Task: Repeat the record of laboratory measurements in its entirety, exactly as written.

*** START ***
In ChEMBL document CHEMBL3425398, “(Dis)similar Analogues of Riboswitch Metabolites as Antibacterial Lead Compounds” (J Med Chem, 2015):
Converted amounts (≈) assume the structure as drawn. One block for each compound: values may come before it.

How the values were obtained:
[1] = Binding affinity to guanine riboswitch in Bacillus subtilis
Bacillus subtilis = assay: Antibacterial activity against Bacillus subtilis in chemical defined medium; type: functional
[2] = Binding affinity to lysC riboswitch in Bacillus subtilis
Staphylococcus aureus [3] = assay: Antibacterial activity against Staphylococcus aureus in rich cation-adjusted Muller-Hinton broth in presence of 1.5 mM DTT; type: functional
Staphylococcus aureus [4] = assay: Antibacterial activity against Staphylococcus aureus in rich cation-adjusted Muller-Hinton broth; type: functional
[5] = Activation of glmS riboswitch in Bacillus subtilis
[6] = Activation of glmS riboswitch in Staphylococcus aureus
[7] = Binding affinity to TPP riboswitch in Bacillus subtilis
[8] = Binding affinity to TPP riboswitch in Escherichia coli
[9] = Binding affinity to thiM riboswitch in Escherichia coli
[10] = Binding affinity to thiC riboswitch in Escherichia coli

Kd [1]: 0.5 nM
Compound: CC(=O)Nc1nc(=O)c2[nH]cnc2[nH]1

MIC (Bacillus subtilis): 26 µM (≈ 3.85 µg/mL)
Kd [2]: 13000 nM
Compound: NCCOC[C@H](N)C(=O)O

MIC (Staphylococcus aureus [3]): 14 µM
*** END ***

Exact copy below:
In ChEMBL document CHEMBL3425398, “(Dis)similar Analogues of Riboswitch Metabolites as Antibacterial Lead Compounds” (J Med Chem, 2015):
Converted amounts (≈) assume the structure as drawn. One block for each compound: values may come before it.

How the values were obtained:
[1] = Binding affinity to guanine riboswitch in Bacillus subtilis
Bacillus subtilis = assay: Antibacterial activity against Bacillus subtilis in chemical defined medium; type: functional
[2] = Binding affinity to lysC riboswitch in Bacillus subtilis
Staphylococcus aureus [3] = assay: Antibacterial activity against Staphylococcus aureus in rich cation-adjusted Muller-Hinton broth in presence of 1.5 mM DTT; type: functional
Staphylococcus aureus [4] = assay: Antibacterial activity against Staphylococcus aureus in rich cation-adjusted Muller-Hinton broth; type: functional
[5] = Activation of glmS riboswitch in Bacillus subtilis
[6] = Activation of glmS riboswitch in Staphylococcus aureus
[7] = Binding affinity to TPP riboswitch in Bacillus subtilis
[8] = Binding affinity to TPP riboswitch in Escherichia coli
[9] = Binding affinity to thiM riboswitch in Escherichia coli
[10] = Binding affinity to thiC riboswitch in Escherichia coli

Kd [1]: 0.5 nM
Compound: CC(=O)Nc1nc(=O)c2[nH]cnc2[nH]1

MIC (Bacillus subtilis): 26 µM (≈ 3.85 µg/mL)
Kd [2]: 13000 nM
Compound: NCCOC[C@H](N)C(=O)O

MIC (Staphylococcus aureus [3]): 14 µM